- Burlington, besides looking and feeling the part of a college/hippie town, has a north-south street (Church St) downtown that is closed to vehicle traffic and has a lot of shops and stores along it, including one of the two malls in the Burlington area.

- Passed through Winooski heading back to I-89 south and on to Montpelier. Some very neat scenery through here. Also a lot of subdivisions north of I-89 and east of VT 2A. Also ran into about a 15 mile mill-and-overlay project on I-89 from west of VT 100 to Exit 8. From what I've heard about this stretch, it needs it.

- Spent the night in Montpelier, where Meaghan's friend lives on VT 12 just south of US 2. Noticed while tooling around town that evening that there's a BUSINESS US 2 through the heart of Montpelier. Also noticed a roundabout on VT 12 just north of downtown.

Trip 3 (8/6): VT back to NY

- Back out to Memorial Dr, and on to I-89 south. Traffic is noticeably thinner on I-89 south of Montpelier than it is between Montpelier and Burlington. Very scenic along I-89 south of Montpelier.

- First goal of the day, as it turns out, was briefly dipping into New first time in the state. Went in and out via I-89 and turned around at the NH 12A interchange. Enroute, noticed that there is a flyover from SB I-89 to NB I-91, and that the I-91 interchange does not have exit numbers.

- Back into Vermont, and onto US 4 west, where Meaghan stopped to show me the Quechee Gorge. Interesting area, with the US 4 bridge over the gorge having been built in 1911.

- Took US 4 west across Vermont, where I got to see a lot of the idiosyncrasies (sp?) of Vermont towns, not to mention the relatively slow going along US 4.  While I have my doubts that "I-92" would have been viable, it would've been nice to have spot improvements and an occasional passing lane east of Killington.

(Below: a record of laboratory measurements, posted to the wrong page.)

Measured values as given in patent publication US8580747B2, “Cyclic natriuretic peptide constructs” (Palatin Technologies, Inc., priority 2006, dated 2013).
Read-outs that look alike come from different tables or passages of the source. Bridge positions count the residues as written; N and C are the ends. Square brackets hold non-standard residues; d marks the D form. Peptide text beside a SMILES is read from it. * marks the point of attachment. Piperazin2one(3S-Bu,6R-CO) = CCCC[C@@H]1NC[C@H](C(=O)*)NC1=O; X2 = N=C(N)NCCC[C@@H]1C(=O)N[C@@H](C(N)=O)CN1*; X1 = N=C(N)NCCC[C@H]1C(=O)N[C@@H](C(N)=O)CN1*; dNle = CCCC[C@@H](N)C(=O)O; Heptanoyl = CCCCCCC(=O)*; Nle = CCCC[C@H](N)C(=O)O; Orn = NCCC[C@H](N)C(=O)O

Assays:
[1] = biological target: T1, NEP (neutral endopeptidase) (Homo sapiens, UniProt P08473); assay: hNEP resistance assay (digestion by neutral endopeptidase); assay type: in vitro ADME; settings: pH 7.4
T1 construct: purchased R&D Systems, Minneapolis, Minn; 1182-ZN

- A bypass of Rutland would have been nice too. Traffic on US 4/7 through Rutland (mostly 4-5 lane undivided) is thick, and I heard about a lot of the fatal accidents that have occurred along the stretch.

- After stopping for lunch in Rutland, we continued west on US 4. The southern US 4/7 junction is very much at-grade and doesn't appear to have been built to accommodate an eastward extension, at least as a freeway. Also, about 1/4 mile west of US 7, US 4 crosses a railroad at-grade. One interesting part of this crossing is the traffic signals on the railroad signal mast. Just across the tracks is where the 65 MPH zone begins.

- The freeway segment between Rutland and the state line was nice, and a pleasant change from the slow-going we'd previously ran into. At the end, I missed seeing the graded ramps for what would have been Exit 1. Saw that the west end of the freeway is at an at-grade, with a jughandle going westbound.  Interestingly, that jughandle is signed as "Exit 1", for the Welcome Center and a Weigh Station.

- US 4 *REALLY* needs to be improved between the VT line and NY 149, and then along NY 149 between US 4 and I-87. Too much traffic and too many trucks for a 2-lane road. The improvement doesn't have to be a freeway (though that'd been nice)...a 4-lane divided highway would've done the job.

- As if that traffic wasn't bad enough, US 9 south was jammed up at French Mountain...not sure if it was due to Great Escape/Splashwater Kingdom traffic or something else. We got around it by taking US 9 north a couple miles to NY 9N and then backtracking on I-87 south.

- Noticed that I-87 is 6 lanes (3 each way) through here, at least to north of Exit 21 (NY 9N). Was useful given that traffic was heavy and fast. Stayed on I-87 south to Exit 15, where we exited onto NY 50 and on through Saratoga Springs to NY 29.

- The remainder of our route home was NY 29/NY 30A/I-90, with a side trip up NY 30 to Hamilton County and back. Was raining most of the way around Great Sacandaga Lake. Back down on the Thruway, NYSTA had closed down a westbound lane on a bridge between Exit 28 and Exit 29 for some day-work. The resultant jam was about 3 miles long and took 20 minutes to clear through. Relatively smooth-sailing the rest of the way home after that.

Coming up: Rochester meet and heading back to Norfolk.

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(C) 2007, Adam Froehlig